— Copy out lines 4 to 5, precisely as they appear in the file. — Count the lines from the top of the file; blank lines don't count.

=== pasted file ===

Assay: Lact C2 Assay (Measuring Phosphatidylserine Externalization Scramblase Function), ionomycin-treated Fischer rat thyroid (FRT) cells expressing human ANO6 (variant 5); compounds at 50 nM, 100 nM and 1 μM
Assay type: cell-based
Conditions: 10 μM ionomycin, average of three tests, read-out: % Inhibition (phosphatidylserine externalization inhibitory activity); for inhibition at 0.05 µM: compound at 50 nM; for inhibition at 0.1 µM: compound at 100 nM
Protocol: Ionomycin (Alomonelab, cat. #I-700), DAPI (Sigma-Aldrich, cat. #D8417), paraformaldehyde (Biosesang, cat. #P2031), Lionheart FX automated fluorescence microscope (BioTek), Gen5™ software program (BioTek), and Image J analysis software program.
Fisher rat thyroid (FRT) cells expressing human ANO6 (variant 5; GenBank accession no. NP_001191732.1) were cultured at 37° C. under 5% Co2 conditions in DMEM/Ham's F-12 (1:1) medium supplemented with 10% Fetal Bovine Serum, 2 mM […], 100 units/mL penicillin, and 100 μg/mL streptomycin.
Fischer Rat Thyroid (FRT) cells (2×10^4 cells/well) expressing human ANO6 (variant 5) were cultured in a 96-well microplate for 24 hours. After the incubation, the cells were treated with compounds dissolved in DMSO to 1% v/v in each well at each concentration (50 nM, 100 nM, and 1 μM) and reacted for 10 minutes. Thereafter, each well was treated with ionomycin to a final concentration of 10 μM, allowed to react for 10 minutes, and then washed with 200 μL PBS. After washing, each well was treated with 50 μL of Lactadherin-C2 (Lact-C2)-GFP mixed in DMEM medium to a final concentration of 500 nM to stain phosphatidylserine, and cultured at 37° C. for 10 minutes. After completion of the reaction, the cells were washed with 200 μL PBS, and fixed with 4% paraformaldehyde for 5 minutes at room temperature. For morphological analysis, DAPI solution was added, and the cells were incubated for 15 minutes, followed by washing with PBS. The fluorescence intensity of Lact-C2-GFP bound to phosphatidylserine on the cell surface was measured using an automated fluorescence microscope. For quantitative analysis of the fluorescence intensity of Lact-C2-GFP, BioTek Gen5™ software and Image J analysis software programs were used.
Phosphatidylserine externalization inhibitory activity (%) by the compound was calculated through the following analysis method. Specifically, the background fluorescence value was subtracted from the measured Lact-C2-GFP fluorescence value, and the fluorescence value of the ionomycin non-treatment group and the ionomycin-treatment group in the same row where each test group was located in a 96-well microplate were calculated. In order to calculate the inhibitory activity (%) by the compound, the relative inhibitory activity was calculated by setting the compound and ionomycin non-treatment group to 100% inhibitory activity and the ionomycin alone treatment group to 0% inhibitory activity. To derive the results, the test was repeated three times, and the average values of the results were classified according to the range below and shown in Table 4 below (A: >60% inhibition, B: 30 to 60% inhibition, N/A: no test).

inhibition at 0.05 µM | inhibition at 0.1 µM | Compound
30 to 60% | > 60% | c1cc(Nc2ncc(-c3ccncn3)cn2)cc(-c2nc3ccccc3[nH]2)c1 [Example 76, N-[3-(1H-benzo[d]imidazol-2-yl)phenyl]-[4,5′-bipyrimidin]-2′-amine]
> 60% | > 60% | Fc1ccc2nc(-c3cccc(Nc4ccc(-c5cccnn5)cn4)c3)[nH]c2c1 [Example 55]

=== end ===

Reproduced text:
Protocol: Ionomycin (Alomonelab, cat. #I-700), DAPI (Sigma-Aldrich, cat. #D8417), paraformaldehyde (Biosesang, cat. #P2031), Lionheart FX automated fluorescence microscope (BioTek), Gen5™ software program (BioTek), and Image J analysis software program.
Fisher rat thyroid (FRT) cells expressing human ANO6 (variant 5; GenBank accession no. NP_001191732.1) were cultured at 37° C. under 5% Co2 conditions in DMEM/Ham's F-12 (1:1) medium supplemented with 10% Fetal Bovine Serum, 2 mM […], 100 units/mL penicillin, and 100 μg/mL streptomycin.